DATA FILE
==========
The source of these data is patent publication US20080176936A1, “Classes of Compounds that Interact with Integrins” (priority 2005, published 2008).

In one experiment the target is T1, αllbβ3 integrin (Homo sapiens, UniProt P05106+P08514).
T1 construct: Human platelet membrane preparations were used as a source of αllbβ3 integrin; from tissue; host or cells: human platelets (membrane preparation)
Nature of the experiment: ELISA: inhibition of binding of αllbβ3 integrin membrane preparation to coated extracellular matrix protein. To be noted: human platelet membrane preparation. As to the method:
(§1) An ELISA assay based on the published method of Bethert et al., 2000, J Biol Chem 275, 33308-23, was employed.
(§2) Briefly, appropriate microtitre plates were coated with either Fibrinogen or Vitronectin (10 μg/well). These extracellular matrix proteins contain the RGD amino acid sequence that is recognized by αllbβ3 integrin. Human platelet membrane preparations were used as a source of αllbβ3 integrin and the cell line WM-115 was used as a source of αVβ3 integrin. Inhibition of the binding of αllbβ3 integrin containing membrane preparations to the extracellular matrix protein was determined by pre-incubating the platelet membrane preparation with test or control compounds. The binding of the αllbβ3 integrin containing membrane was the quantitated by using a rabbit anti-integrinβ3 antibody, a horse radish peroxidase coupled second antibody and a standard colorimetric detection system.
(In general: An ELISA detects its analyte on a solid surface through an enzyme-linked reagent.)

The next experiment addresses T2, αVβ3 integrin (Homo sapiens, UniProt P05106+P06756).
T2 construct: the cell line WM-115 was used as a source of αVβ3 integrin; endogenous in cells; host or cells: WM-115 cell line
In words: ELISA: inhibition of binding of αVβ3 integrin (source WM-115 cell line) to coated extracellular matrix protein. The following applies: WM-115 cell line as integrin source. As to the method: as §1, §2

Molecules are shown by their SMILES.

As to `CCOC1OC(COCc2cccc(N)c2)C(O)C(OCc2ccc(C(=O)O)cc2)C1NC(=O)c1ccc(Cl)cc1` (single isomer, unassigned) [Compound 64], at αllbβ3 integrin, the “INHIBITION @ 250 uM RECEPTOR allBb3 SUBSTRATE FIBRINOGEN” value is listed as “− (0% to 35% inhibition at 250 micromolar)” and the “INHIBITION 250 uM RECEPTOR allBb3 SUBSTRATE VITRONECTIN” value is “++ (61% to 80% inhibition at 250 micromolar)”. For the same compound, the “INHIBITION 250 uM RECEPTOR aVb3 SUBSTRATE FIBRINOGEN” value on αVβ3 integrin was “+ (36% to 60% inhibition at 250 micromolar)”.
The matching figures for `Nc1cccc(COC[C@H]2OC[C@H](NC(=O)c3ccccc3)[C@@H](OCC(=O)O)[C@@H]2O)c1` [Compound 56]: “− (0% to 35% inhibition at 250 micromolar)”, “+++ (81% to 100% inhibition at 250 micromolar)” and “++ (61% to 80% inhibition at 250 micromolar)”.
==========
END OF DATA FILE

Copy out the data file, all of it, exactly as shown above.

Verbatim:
The source of these data is patent publication US20080176936A1, “Classes of Compounds that Interact with Integrins” (priority 2005, published 2008).

In one experiment the target is T1, αllbβ3 integrin (Homo sapiens, UniProt P05106+P08514).
T1 construct: Human platelet membrane preparations were used as a source of αllbβ3 integrin; from tissue; host or cells: human platelets (membrane preparation)
Nature of the experiment: ELISA: inhibition of binding of αllbβ3 integrin membrane preparation to coated extracellular matrix protein. To be noted: human platelet membrane preparation. As to the method:
(§1) An ELISA assay based on the published method of Bethert et al., 2000, J Biol Chem 275, 33308-23, was employed.
(§2) Briefly, appropriate microtitre plates were coated with either Fibrinogen or Vitronectin (10 μg/well). These extracellular matrix proteins contain the RGD amino acid sequence that is recognized by αllbβ3 integrin. Human platelet membrane preparations were used as a source of αllbβ3 integrin and the cell line WM-115 was used as a source of αVβ3 integrin. Inhibition of the binding of αllbβ3 integrin containing membrane preparations to the extracellular matrix protein was determined by pre-incubating the platelet membrane preparation with test or control compounds. The binding of the αllbβ3 integrin containing membrane was the quantitated by using a rabbit anti-integrinβ3 antibody, a horse radish peroxidase coupled second antibody and a standard colorimetric detection system.
(In general: An ELISA detects its analyte on a solid surface through an enzyme-linked reagent.)

The next experiment addresses T2, αVβ3 integrin (Homo sapiens, UniProt P05106+P06756).
T2 construct: the cell line WM-115 was used as a source of αVβ3 integrin; endogenous in cells; host or cells: WM-115 cell line
In words: ELISA: inhibition of binding of αVβ3 integrin (source WM-115 cell line) to coated extracellular matrix protein. The following applies: WM-115 cell line as integrin source. As to the method: as §1, §2

Molecules are shown by their SMILES.

As to `CCOC1OC(COCc2cccc(N)c2)C(O)C(OCc2ccc(C(=O)O)cc2)C1NC(=O)c1ccc(Cl)cc1` (single isomer, unassigned) [Compound 64], at αllbβ3 integrin, the “INHIBITION @ 250 uM RECEPTOR allBb3 SUBSTRATE FIBRINOGEN” value is listed as “− (0% to 35% inhibition at 250 micromolar)” and the “INHIBITION 250 uM RECEPTOR allBb3 SUBSTRATE VITRONECTIN” value is “++ (61% to 80% inhibition at 250 micromolar)”. For the same compound, the “INHIBITION 250 uM RECEPTOR aVb3 SUBSTRATE FIBRINOGEN” value on αVβ3 integrin was “+ (36% to 60% inhibition at 250 micromolar)”.
The matching figures for `Nc1cccc(COC[C@H]2OC[C@H](NC(=O)c3ccccc3)[C@@H](OCC(=O)O)[C@@H]2O)c1` [Compound 56]: “− (0% to 35% inhibition at 250 micromolar)”, “+++ (81% to 100% inhibition at 250 micromolar)” and “++ (61% to 80% inhibition at 250 micromolar)”.